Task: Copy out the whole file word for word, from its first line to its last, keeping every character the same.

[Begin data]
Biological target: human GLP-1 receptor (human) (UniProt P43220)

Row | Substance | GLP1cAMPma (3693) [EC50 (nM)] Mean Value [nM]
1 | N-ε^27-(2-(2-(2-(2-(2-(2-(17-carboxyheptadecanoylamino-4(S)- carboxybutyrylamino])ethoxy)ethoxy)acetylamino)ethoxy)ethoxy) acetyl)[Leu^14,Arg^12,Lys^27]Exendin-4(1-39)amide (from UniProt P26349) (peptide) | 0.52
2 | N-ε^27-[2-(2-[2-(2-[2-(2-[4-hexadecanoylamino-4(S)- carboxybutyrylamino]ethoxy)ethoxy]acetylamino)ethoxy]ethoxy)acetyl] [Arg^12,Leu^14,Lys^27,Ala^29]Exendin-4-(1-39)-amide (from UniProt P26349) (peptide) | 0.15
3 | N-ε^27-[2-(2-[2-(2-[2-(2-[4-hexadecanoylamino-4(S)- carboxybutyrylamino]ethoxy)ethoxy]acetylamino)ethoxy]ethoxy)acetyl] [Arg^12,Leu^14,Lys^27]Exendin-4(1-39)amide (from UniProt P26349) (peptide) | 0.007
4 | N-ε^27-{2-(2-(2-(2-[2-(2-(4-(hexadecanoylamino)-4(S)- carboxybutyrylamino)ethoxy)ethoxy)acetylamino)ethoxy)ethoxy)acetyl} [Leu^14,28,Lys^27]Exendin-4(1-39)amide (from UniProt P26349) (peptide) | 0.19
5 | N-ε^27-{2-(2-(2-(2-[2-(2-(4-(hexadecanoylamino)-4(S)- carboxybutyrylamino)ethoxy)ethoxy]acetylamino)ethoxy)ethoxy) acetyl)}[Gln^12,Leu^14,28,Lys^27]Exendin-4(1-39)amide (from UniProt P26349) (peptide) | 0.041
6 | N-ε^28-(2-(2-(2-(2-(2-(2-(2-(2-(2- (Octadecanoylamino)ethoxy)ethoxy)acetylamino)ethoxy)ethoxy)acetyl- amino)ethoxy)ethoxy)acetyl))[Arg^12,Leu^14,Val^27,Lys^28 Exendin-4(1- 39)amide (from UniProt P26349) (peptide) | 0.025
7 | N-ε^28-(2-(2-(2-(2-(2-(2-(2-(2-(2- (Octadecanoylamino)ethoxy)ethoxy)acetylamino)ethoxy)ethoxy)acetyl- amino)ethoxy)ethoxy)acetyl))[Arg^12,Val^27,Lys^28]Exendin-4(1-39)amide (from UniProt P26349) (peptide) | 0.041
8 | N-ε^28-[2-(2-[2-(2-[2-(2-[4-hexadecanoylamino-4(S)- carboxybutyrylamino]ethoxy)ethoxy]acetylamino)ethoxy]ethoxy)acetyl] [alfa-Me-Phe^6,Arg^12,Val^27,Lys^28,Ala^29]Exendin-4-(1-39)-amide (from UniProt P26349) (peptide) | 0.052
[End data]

Biological target: human GLP-1 receptor (human) (UniProt P43220)

Row | Substance | GLP1cAMPma (3693) [EC50 (nM)] Mean Value [nM]
1 | N-ε^27-(2-(2-(2-(2-(2-(2-(17-carboxyheptadecanoylamino-4(S)- carboxybutyrylamino])ethoxy)ethoxy)acetylamino)ethoxy)ethoxy) acetyl)[Leu^14,Arg^12,Lys^27]Exendin-4(1-39)amide (from UniProt P26349) (peptide) | 0.52
2 | N-ε^27-[2-(2-[2-(2-[2-(2-[4-hexadecanoylamino-4(S)- carboxybutyrylamino]ethoxy)ethoxy]acetylamino)ethoxy]ethoxy)acetyl] [Arg^12,Leu^14,Lys^27,Ala^29]Exendin-4-(1-39)-amide (from UniProt P26349) (peptide) | 0.15
3 | N-ε^27-[2-(2-[2-(2-[2-(2-[4-hexadecanoylamino-4(S)- carboxybutyrylamino]ethoxy)ethoxy]acetylamino)ethoxy]ethoxy)acetyl] [Arg^12,Leu^14,Lys^27]Exendin-4(1-39)amide (from UniProt P26349) (peptide) | 0.007
4 | N-ε^27-{2-(2-(2-(2-[2-(2-(4-(hexadecanoylamino)-4(S)- carboxybutyrylamino)ethoxy)ethoxy)acetylamino)ethoxy)ethoxy)acetyl} [Leu^14,28,Lys^27]Exendin-4(1-39)amide (from UniProt P26349) (peptide) | 0.19
5 | N-ε^27-{2-(2-(2-(2-[2-(2-(4-(hexadecanoylamino)-4(S)- carboxybutyrylamino)ethoxy)ethoxy]acetylamino)ethoxy)ethoxy) acetyl)}[Gln^12,Leu^14,28,Lys^27]Exendin-4(1-39)amide (from UniProt P26349) (peptide) | 0.041
6 | N-ε^28-(2-(2-(2-(2-(2-(2-(2-(2-(2- (Octadecanoylamino)ethoxy)ethoxy)acetylamino)ethoxy)ethoxy)acetyl- amino)ethoxy)ethoxy)acetyl))[Arg^12,Leu^14,Val^27,Lys^28 Exendin-4(1- 39)amide (from UniProt P26349) (peptide) | 0.025
7 | N-ε^28-(2-(2-(2-(2-(2-(2-(2-(2-(2- (Octadecanoylamino)ethoxy)ethoxy)acetylamino)ethoxy)ethoxy)acetyl- amino)ethoxy)ethoxy)acetyl))[Arg^12,Val^27,Lys^28]Exendin-4(1-39)amide (from UniProt P26349) (peptide) | 0.041
8 | N-ε^28-[2-(2-[2-(2-[2-(2-[4-hexadecanoylamino-4(S)- carboxybutyrylamino]ethoxy)ethoxy]acetylamino)ethoxy]ethoxy)acetyl] [alfa-Me-Phe^6,Arg^12,Val^27,Lys^28,Ala^29]Exendin-4-(1-39)-amide (from UniProt P26349) (peptide) | 0.052